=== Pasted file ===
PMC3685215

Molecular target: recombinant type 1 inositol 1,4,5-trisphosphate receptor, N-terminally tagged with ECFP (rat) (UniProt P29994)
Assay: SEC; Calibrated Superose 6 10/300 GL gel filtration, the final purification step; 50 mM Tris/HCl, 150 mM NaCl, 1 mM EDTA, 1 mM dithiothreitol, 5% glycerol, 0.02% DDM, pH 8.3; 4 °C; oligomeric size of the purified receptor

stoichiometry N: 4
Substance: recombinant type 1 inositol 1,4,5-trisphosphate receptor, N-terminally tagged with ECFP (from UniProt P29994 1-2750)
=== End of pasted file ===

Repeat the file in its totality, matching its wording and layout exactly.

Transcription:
PMC3685215

Molecular target: recombinant type 1 inositol 1,4,5-trisphosphate receptor, N-terminally tagged with ECFP (rat) (UniProt P29994)
Assay: SEC; Calibrated Superose 6 10/300 GL gel filtration, the final purification step; 50 mM Tris/HCl, 150 mM NaCl, 1 mM EDTA, 1 mM dithiothreitol, 5% glycerol, 0.02% DDM, pH 8.3; 4 °C; oligomeric size of the purified receptor

stoichiometry N: 4
Substance: recombinant type 1 inositol 1,4,5-trisphosphate receptor, N-terminally tagged with ECFP (from UniProt P29994 1-2750)